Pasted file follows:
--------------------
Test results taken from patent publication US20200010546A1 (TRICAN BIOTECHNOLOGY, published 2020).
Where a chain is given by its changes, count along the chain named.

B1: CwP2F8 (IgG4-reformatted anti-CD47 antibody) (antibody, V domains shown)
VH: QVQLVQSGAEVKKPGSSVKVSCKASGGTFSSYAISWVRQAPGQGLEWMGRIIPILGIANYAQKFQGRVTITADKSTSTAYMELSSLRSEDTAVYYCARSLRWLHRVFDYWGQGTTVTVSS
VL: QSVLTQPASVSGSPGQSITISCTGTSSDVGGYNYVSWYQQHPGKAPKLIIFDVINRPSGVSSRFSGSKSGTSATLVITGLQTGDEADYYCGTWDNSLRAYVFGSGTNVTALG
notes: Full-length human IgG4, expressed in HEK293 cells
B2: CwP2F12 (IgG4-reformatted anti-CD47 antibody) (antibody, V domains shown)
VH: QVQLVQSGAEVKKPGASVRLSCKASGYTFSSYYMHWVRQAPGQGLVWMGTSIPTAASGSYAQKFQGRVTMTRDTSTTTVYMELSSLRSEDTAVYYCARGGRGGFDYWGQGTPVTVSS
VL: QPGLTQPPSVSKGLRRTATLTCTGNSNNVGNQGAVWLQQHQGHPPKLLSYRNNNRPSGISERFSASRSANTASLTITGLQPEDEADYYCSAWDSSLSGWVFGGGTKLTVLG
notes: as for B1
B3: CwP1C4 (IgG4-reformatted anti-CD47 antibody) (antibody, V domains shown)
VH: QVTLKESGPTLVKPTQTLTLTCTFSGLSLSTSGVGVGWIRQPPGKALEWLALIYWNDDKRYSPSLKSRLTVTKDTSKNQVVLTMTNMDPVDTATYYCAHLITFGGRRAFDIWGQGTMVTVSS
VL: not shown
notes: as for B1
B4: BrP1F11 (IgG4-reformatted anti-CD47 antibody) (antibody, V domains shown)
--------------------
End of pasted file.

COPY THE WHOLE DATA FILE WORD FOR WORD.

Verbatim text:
Test results taken from patent publication US20200010546A1 (TRICAN BIOTECHNOLOGY, published 2020).
Where a chain is given by its changes, count along the chain named.

B1: CwP2F8 (IgG4-reformatted anti-CD47 antibody) (antibody, V domains shown)
VH: QVQLVQSGAEVKKPGSSVKVSCKASGGTFSSYAISWVRQAPGQGLEWMGRIIPILGIANYAQKFQGRVTITADKSTSTAYMELSSLRSEDTAVYYCARSLRWLHRVFDYWGQGTTVTVSS
VL: QSVLTQPASVSGSPGQSITISCTGTSSDVGGYNYVSWYQQHPGKAPKLIIFDVINRPSGVSSRFSGSKSGTSATLVITGLQTGDEADYYCGTWDNSLRAYVFGSGTNVTALG
notes: Full-length human IgG4, expressed in HEK293 cells
B2: CwP2F12 (IgG4-reformatted anti-CD47 antibody) (antibody, V domains shown)
VH: QVQLVQSGAEVKKPGASVRLSCKASGYTFSSYYMHWVRQAPGQGLVWMGTSIPTAASGSYAQKFQGRVTMTRDTSTTTVYMELSSLRSEDTAVYYCARGGRGGFDYWGQGTPVTVSS
VL: QPGLTQPPSVSKGLRRTATLTCTGNSNNVGNQGAVWLQQHQGHPPKLLSYRNNNRPSGISERFSASRSANTASLTITGLQPEDEADYYCSAWDSSLSGWVFGGGTKLTVLG
notes: as for B1
B3: CwP1C4 (IgG4-reformatted anti-CD47 antibody) (antibody, V domains shown)
VH: QVTLKESGPTLVKPTQTLTLTCTFSGLSLSTSGVGVGWIRQPPGKALEWLALIYWNDDKRYSPSLKSRLTVTKDTSKNQVVLTMTNMDPVDTATYYCAHLITFGGRRAFDIWGQGTMVTVSS
VL: not shown
notes: as for B1
B4: BrP1F11 (IgG4-reformatted anti-CD47 antibody) (antibody, V domains shown)